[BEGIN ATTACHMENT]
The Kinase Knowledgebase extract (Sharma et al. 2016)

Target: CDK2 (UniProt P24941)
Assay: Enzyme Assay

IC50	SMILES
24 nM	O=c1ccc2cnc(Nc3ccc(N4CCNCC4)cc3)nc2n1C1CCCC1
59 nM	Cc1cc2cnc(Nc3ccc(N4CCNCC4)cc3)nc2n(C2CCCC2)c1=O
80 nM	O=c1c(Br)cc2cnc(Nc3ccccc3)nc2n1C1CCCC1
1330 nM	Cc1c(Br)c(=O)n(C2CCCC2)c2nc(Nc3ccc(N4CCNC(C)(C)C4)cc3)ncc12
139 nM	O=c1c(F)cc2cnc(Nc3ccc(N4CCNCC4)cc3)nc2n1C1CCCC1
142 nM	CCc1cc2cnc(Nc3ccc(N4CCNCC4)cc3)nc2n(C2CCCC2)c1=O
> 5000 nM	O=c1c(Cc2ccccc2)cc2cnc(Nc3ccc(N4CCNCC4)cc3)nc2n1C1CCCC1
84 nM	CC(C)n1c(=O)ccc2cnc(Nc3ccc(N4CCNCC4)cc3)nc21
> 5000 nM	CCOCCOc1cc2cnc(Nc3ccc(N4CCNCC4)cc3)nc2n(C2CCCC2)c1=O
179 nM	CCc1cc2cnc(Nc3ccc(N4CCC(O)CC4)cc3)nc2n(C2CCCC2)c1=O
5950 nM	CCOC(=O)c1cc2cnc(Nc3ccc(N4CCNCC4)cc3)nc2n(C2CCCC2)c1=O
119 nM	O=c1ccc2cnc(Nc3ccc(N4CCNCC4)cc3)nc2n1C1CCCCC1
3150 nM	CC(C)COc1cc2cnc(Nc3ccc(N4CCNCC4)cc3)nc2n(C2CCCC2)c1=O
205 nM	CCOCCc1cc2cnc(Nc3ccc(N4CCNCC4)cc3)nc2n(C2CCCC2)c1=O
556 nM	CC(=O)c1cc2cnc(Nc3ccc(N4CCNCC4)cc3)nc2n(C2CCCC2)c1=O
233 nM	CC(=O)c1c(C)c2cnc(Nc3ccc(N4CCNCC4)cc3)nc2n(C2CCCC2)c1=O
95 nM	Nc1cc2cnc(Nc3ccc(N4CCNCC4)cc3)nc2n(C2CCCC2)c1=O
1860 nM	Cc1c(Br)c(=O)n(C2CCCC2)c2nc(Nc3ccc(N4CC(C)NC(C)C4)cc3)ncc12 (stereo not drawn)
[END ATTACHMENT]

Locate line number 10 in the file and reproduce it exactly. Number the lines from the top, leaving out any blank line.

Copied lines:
142 nM	CCc1cc2cnc(Nc3ccc(N4CCNCC4)cc3)nc2n(C2CCCC2)c1=O